That’s why I don’t want to blame anyone here; I’ve made tons of mistakes, too. This blog post is simply meant to bring to light this particular issue, so that you can be well informed if you’re thinking about going to Pinnawala Elephant Orphanage. I certainly wish that I had read more blog posts about these subjects all those years ago, so that I could have been better educated on animal tourism.
I have indeed seen a lot of positive reviews of Pinnawala Elephant Orphanage as well (all on Tripadvisor, written by tourists). Apparently some of the larger bulls are chained up to protect people and to keep them under control. This seems fishy to me, though, because there are plenty of other ways to rehabilitate animals that DO NOT include chains, bullhooks, or bars. It also doesn’t make sense to use chains if these animals are going to be released back into the wild, which is apparently what Pinnawala Elephant Orphanage does. In many reviews online, the “orphanage” is actually likened more to a zoo, where animals are kept in captivity. Not only that, other reviews claim that it seems to be more of a tourist trap than anything, with handlers asking for money so that you can get closer to the elephants.
You can read more about what Born Free, an organisation that supports the wellbeing of animals, said about Pinnawala Elephant Orphanage. They also produced this video:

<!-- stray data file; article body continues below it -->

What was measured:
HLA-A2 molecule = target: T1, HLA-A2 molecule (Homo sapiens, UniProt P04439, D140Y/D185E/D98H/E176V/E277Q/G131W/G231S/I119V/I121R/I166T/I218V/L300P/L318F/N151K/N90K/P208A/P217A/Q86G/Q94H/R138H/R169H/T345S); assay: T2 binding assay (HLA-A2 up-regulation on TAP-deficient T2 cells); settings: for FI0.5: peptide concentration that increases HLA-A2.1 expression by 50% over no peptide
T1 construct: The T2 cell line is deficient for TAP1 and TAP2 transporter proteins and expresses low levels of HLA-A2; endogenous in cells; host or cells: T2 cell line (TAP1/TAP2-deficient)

In order to illustrate… concerns the Born Free Sri Lanka team has made a short video using footage and photos taken at [Pinnawala]. These show that even the rules set out by the facility itself – such as keepers not taking tips from tourists – are not reliably enforced. It also highlights issues such as elephants posing for photo opportunities under duress, and mothers with infants being surrounded and touched by visitors. These scenes fuel concerns that practices at this so-called orphanage, where more than 40 elephants have been born in the last 10 years, none of which have been returned to the wild – favour the convenience of the tourists and staff over that of the animals they are supposed to be caring for.
Here is another video from Pinnawala Elephant Orphanage, taken only a few months ago. You can see the elephant – that is chained at the leg – swaying back and forth repeatedly. It is clearly in distress (and, just to warn you, watching this is very upsetting):
And I know that people are told that this is done for people’s safety – that these are powerful bulls in mating season – but I’m not sure why they would have to be around people in the first place if this was truly an orphanage dedicated to the wellbeing of animals. I mean, why not keep these particular animals in a different part of the centre, then, away from tourists? As I mentioned above, any “rehabilitation” that includes chains and bullhooks does not seem very ethical to me. The bloggers Salt in Our Hair recently went to Pinnawala Elephant Orphanage themselves and reported back; they left after seeing elephants prodded with sticks and chained into that oh-so-picturesque river.